National Geographic : 1963 Sep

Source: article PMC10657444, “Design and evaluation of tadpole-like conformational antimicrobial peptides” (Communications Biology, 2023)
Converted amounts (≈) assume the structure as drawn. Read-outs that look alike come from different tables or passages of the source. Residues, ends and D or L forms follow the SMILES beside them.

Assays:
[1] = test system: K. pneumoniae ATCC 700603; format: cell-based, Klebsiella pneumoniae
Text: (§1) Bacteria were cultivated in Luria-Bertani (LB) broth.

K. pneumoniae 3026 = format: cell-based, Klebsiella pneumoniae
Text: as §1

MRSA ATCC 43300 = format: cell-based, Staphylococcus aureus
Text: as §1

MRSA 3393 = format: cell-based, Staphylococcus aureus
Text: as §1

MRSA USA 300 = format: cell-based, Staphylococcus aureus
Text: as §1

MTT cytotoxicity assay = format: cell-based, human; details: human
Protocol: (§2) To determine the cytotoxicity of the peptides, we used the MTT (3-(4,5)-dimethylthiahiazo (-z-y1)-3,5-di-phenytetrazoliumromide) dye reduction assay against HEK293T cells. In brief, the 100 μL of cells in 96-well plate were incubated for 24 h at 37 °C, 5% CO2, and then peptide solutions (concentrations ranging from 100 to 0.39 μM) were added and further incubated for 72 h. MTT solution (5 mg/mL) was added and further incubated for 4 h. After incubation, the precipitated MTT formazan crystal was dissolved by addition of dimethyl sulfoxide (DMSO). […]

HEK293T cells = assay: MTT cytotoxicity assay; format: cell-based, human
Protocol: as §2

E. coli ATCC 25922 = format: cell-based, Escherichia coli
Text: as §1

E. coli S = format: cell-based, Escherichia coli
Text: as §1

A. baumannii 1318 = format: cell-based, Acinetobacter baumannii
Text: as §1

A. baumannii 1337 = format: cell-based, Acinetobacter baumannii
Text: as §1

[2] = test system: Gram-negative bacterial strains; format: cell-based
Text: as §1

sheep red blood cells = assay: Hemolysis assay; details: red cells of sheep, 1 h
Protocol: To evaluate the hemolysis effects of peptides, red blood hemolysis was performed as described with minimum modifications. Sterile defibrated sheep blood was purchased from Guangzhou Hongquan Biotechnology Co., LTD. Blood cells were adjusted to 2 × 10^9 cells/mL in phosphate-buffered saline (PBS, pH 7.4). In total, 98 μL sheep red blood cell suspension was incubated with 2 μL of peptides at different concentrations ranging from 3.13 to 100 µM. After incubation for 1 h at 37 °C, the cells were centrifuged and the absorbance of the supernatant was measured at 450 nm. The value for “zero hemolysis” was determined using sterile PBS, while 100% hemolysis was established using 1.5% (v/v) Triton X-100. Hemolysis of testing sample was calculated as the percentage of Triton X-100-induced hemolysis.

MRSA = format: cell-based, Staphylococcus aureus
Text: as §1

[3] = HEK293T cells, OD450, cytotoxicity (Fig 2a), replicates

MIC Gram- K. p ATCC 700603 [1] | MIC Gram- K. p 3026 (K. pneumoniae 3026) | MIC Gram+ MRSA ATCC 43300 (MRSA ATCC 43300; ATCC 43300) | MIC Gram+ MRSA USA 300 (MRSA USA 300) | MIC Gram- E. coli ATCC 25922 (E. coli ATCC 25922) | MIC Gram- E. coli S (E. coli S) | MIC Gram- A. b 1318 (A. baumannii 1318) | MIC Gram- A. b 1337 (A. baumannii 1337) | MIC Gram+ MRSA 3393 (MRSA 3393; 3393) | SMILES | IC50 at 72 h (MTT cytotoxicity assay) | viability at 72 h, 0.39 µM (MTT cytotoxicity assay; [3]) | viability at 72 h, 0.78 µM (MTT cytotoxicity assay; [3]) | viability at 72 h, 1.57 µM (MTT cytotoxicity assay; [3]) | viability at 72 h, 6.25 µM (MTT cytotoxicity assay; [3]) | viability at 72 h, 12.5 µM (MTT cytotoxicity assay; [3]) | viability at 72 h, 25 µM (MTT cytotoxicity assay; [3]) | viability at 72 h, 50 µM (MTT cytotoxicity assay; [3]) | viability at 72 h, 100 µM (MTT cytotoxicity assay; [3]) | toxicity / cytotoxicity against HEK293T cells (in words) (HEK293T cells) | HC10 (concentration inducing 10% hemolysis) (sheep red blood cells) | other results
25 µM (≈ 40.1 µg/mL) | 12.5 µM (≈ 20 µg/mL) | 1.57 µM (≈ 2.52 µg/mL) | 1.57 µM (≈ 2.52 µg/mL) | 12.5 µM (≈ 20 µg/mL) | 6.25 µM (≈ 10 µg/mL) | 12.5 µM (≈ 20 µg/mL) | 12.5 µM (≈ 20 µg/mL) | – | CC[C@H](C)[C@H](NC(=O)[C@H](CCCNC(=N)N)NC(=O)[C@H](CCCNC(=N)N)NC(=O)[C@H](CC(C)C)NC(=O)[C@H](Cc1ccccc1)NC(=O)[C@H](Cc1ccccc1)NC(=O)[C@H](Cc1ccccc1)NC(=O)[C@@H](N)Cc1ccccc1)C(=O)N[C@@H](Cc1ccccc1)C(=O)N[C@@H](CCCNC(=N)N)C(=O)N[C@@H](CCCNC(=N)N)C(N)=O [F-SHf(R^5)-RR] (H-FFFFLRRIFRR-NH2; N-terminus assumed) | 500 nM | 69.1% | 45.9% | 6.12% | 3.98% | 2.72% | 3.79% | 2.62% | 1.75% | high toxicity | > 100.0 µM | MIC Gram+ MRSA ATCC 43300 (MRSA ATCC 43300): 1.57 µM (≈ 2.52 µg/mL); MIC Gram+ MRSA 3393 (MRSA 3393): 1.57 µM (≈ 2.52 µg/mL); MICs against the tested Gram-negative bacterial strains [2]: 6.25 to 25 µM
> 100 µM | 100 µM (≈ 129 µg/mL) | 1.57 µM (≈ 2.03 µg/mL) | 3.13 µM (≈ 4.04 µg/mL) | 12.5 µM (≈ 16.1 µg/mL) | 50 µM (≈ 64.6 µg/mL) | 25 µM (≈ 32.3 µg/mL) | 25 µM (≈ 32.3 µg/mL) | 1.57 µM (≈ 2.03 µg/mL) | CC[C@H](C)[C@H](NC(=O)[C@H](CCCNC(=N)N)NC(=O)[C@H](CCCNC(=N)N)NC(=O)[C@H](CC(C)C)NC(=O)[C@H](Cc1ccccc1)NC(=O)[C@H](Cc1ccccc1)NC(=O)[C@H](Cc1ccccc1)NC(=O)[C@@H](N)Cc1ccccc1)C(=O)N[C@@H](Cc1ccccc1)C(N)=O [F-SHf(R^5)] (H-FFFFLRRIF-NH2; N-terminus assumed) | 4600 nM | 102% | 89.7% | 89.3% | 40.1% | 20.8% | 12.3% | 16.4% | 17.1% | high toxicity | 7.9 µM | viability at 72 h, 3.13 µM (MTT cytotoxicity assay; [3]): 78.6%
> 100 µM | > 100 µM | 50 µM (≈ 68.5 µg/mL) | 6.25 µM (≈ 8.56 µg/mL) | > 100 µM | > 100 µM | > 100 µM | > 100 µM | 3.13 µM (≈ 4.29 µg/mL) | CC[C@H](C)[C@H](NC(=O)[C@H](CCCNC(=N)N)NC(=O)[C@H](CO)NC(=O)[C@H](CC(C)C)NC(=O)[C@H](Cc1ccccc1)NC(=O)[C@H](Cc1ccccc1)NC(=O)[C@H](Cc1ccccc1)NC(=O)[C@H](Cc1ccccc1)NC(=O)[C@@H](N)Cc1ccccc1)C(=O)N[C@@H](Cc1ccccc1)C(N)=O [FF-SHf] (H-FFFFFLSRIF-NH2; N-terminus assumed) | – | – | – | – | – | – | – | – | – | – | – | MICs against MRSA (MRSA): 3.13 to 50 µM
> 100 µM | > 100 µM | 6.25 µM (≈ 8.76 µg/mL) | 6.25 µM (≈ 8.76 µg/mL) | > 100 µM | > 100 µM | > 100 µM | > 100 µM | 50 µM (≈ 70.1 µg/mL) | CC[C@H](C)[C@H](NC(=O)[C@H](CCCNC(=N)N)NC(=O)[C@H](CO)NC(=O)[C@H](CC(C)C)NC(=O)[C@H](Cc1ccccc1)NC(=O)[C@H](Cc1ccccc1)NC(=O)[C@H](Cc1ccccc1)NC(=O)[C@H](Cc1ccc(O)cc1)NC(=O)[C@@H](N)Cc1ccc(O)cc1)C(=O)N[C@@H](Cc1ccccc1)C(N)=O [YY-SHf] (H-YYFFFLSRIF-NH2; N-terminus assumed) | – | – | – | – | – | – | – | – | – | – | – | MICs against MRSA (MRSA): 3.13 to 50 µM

Blasting off from a dead limb, an airborne greater glider soars for nearly 100 yards to a feathery clump of eucalyptus leaves. Like North America's flying squirrel, the cat size marsupial puts on the brakes near flight's end by swooping upward for an almost vertical landing. Such graceful performances inspired the greater, or dusky, glider's scientific name, Schoinobates volans, which means flying ropedancer. of its unique and wonderful wildlife, I rather suspected we would find something else. As it developed, we did. Nowhere else in the world, I think, can one find as strange a collection of creatures as those that inhabit Australia and its neighbor ing islands. Among its species, perhaps the strangest of all are the marsupials. Here are mammals seemingly forgotten by time-still primitively equipped with pouches to carry and nurse their tiny, helpless young. They run an incredible range from towering kan garoos and cuddlesome koalas to wire-whisk ered Tasmanian devils, lumbering wombats, and dainty pouched mice. Before the arrival of introduced foxes, domestic cats, hunting dogs, and their white man patron, Australia teemed with bright eyed and furry folk, most of them marsupials. Some lived among the rocks and grass of the plains; some inhabited the arid, sandy in terior; still others belonged to mountainous bush or tropical forest. Nowadays only a scat tering of the hardier species survives, to the The Author: Zoologist David Fleay, M.B.E., B.Sc., Dip. Ed., C.M.Z.S., has been eminently suc cessful at keeping unusual animals in happy captivity. At Fleay's Fauna Sanctuary in West Burleigh, Queensland, and at other Australian zoos he has bred for the first time in captivity 20 wild species-among them, the fur-bearing, egg-laying platypus. His observations have led to numerous scientific papers as well as to five books, in which portions of this article originally appeared. 390 dismay of zoologists like myself, which is why we were working across a bitterly cold mountainside in Victoria that autumn night, in search of one of the lost ones. As we advanced stealthily, spotlight beams dimmed by the fog, we heard the unmistak able sound of claws on bark. Shadowy figures with long tails shot swiftly into space in a soaring leap between trees. I looked up to see two beautiful gliding possums, strange to me, clinging to the trunk of a manna gum. Gliders Grounded After All-night Chase "Never saw those fellows before," remarked Tom Hunter, a long-time bushman and pros pector. Neither had my other companion, Charles Brazenor, director of the National Museum in Melbourne. Now gliding possums, or possum gliders, are a specialized group of pouched animals which, like the flying squirrel, volplane or parachute from tree to tree (above). They range in size from the 40-inch leaf-eating greater glider down to a 5V2-inch pygmy that feeds on nectar and insects (pages 392-3). By elimination of four other species known to us, we thrilled to the fact that at long last we were face to face with the least known of all. These lovely creatures, perhaps two feet long over-all, must be the rare fluffy, or yel low-bellied, gliders (Petaurus australis). "There's only one thing for it," I said to my mates. "We've got to follow these beau ties until they take us right to their homes."